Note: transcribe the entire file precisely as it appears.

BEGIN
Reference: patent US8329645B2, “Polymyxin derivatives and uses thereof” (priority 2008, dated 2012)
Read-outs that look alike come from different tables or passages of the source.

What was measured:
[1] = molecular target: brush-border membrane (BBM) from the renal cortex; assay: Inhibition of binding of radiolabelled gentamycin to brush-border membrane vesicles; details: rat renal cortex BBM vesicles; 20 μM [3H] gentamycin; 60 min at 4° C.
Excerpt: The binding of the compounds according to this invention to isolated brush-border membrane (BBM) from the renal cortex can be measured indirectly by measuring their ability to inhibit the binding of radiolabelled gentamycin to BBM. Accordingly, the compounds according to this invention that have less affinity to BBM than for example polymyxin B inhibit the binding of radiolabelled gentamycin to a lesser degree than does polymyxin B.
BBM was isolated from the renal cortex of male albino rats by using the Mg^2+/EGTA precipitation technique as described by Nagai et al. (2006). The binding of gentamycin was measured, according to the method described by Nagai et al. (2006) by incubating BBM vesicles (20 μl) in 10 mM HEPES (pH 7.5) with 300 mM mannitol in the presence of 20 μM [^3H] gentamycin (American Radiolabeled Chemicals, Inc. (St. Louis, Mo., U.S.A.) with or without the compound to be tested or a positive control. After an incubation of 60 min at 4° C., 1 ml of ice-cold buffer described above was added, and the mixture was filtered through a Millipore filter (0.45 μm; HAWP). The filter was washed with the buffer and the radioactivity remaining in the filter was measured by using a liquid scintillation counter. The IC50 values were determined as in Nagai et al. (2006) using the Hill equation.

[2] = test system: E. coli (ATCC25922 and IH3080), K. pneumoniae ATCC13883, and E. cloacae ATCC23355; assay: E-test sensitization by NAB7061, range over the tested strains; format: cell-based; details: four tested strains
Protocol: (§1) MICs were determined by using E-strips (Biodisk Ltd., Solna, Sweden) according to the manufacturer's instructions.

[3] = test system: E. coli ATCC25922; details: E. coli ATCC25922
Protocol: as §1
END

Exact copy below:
Reference: patent US8329645B2, “Polymyxin derivatives and uses thereof” (priority 2008, dated 2012)
Read-outs that look alike come from different tables or passages of the source.

What was measured:
[1] = molecular target: brush-border membrane (BBM) from the renal cortex; assay: Inhibition of binding of radiolabelled gentamycin to brush-border membrane vesicles; details: rat renal cortex BBM vesicles; 20 μM [3H] gentamycin; 60 min at 4° C.
Excerpt: The binding of the compounds according to this invention to isolated brush-border membrane (BBM) from the renal cortex can be measured indirectly by measuring their ability to inhibit the binding of radiolabelled gentamycin to BBM. Accordingly, the compounds according to this invention that have less affinity to BBM than for example polymyxin B inhibit the binding of radiolabelled gentamycin to a lesser degree than does polymyxin B.
BBM was isolated from the renal cortex of male albino rats by using the Mg^2+/EGTA precipitation technique as described by Nagai et al. (2006). The binding of gentamycin was measured, according to the method described by Nagai et al. (2006) by incubating BBM vesicles (20 μl) in 10 mM HEPES (pH 7.5) with 300 mM mannitol in the presence of 20 μM [^3H] gentamycin (American Radiolabeled Chemicals, Inc. (St. Louis, Mo., U.S.A.) with or without the compound to be tested or a positive control. After an incubation of 60 min at 4° C., 1 ml of ice-cold buffer described above was added, and the mixture was filtered through a Millipore filter (0.45 μm; HAWP). The filter was washed with the buffer and the radioactivity remaining in the filter was measured by using a liquid scintillation counter. The IC50 values were determined as in Nagai et al. (2006) using the Hill equation.

[2] = test system: E. coli (ATCC25922 and IH3080), K. pneumoniae ATCC13883, and E. cloacae ATCC23355; assay: E-test sensitization by NAB7061, range over the tested strains; format: cell-based; details: four tested strains
Protocol: (§1) MICs were determined by using E-strips (Biodisk Ltd., Solna, Sweden) according to the manufacturer's instructions.

[3] = test system: E. coli ATCC25922; details: E. coli ATCC25922
Protocol: as §1